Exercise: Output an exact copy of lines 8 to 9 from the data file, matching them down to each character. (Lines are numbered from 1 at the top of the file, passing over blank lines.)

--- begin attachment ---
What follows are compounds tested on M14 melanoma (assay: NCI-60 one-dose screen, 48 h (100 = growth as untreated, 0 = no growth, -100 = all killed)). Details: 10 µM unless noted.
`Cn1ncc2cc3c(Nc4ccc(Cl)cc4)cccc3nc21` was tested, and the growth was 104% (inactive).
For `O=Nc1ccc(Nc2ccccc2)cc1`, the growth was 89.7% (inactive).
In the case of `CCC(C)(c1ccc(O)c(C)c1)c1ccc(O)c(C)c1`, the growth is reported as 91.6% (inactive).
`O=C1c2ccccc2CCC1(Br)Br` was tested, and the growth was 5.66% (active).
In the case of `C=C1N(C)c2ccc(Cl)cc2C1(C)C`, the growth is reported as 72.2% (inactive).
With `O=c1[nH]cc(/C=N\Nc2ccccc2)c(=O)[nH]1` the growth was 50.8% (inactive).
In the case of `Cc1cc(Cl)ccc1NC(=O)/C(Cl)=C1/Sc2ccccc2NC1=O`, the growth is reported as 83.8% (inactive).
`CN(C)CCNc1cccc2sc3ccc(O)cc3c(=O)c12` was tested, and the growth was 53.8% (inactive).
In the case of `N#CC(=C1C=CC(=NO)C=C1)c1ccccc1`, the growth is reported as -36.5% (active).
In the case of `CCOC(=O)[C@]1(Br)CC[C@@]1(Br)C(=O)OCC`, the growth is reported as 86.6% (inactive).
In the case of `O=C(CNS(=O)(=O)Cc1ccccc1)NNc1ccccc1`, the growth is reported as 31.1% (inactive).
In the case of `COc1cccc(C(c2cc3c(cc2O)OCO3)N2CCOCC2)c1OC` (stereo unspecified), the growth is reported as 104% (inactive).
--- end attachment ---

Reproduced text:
In the case of `Cc1cc(Cl)ccc1NC(=O)/C(Cl)=C1/Sc2ccccc2NC1=O`, the growth is reported as 83.8% (inactive).
`CN(C)CCNc1cccc2sc3ccc(O)cc3c(=O)c12` was tested, and the growth was 53.8% (inactive).